There's no escaping the fact that at some point in our lives, the vast majority of us will be involved in a road traffic accident of some sort. Whether a minor prang or god forbid, something more serious, it's important to know how to act during what can be quite a stressful situation.
One of the most important things to do is to stay calm. This is obviously easier said than done in the heat of the moment, but if you can, it will make a big difference.
Before we get into the process of the things you should do after an accident, it's equally as important that we mention the things that you should be carrying with you when driving in Spain.
What You Must Carry in Your Vehicle
In Spain, it is the law that you must have certain items in your vehicle if you are driving on Spanish roads. This includes legal documentation as well as other important items.
The following list includes compulsory items as well as recommended items as indicated.
- Driving License (Carnet de Conducir)
- Car registration document or rental documents (Permiso de Circulación)
- ITV documentation (Ficha Técnica)
- Insurance policy document
- European Accident Agreement Form (in Spanish "parte de declaración amistosa de accidentes" or sometimes "Declaración Amistosa de Accidente de Automóvil")
- Spare pair of glasses if worn by driver
- Fluorescent high visibility jacket (For all passengers)
- Two warning triangles
- Child seats. Children under 1.35 metres in height or under 12 years of age are not permitted to sit in the front seats of any vehicle. There is a fine of 200 Euros for such an offence. Children up to the age of 12 and measuring less than 135cm travelling on the front seat of a car must be seated in a child restraint system adapted to their size and weight. Children measuring more than 135cm may use an adult seat belt.
- First-aid kit (Recommended)
- Fire extinguisher (Recommended)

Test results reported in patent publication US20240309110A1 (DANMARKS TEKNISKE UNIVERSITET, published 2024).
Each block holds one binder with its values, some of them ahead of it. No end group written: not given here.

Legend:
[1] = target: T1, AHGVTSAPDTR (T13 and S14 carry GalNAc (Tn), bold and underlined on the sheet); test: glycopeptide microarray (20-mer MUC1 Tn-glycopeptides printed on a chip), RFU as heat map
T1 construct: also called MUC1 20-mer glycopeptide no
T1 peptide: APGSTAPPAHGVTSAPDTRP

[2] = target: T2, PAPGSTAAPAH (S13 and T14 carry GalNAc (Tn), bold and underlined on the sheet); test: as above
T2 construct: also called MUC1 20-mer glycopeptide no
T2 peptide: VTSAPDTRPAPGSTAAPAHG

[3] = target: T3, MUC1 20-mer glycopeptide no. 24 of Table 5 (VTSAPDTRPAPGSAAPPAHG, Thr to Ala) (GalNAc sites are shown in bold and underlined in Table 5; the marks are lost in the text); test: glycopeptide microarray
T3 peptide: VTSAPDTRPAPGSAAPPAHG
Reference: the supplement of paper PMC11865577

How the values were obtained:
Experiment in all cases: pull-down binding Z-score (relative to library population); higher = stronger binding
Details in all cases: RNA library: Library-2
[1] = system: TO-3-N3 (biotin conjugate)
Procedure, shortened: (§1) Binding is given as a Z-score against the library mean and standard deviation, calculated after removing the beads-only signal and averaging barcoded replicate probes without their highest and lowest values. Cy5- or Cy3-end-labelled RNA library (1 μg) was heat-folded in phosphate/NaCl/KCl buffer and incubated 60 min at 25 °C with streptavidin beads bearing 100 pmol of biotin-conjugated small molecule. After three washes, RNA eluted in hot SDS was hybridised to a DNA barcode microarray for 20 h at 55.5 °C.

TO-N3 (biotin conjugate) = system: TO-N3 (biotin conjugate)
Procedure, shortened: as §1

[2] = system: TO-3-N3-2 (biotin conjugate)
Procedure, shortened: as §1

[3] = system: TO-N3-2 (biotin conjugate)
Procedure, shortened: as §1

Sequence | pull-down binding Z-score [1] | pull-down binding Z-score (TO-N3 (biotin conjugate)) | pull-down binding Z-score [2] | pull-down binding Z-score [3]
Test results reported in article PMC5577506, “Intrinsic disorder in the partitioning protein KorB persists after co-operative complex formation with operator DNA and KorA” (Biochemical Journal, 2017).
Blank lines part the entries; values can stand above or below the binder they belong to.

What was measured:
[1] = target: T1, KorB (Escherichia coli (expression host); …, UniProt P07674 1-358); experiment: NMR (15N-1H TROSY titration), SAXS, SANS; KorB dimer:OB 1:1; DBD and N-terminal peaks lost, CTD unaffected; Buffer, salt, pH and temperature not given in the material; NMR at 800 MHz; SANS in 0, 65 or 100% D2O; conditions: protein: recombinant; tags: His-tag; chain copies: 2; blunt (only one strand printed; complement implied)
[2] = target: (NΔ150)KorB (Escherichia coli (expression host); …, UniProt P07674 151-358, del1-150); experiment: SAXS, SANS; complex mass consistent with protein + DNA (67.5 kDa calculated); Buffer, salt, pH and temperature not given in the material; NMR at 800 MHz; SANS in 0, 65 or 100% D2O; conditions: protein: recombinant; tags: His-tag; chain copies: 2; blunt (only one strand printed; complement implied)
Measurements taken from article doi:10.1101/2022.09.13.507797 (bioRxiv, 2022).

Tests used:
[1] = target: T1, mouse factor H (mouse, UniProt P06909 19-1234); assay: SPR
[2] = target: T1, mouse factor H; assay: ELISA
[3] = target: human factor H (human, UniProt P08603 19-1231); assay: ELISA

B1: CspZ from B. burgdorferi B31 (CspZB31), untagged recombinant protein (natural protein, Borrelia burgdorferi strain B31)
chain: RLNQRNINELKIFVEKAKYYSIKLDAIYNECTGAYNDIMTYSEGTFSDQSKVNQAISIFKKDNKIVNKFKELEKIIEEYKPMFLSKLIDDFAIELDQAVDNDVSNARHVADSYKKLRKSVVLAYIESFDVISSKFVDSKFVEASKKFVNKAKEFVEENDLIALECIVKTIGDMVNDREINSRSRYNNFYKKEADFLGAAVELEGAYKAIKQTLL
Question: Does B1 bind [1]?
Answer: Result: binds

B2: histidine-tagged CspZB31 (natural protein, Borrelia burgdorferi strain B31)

- Spare bulbs (Recommended)
- Drinking Water (Recommended)
For further information on what you need to carry with you, please see our article Things You Must Carry In Your Car By Law When Driving In Spain.
In the Event of an Accident
We hope you don't, but if you do happen to have a road traffic accident here in Spain, it is really important that you have at least a basic understanding of the process in dealing with it competently and as efficiently as possible with minimal stress.
If you take a few minutes to become familiar with the steps that follow, you should be able to take any future accidents in your stride.
Put on your fluorescent high visibility jacket. If other passengers are involved and have got out of the vehicle, they should also wear a jacket each.
Get the passengers away from the vehicle and to a safe place at the side of the road. If possible, place passengers on the sidewalk or behind any road barriers or fencing.
Check on the passengers of all vehicles involved and determine if anyone has been injured. If so, call the police on 112 and make them aware that there has been an accident and that there are injured passengers. If there are any injured passengers, leave them in the vehicle until the medical services arrive. Moving them could exacerbate any sustained injuries.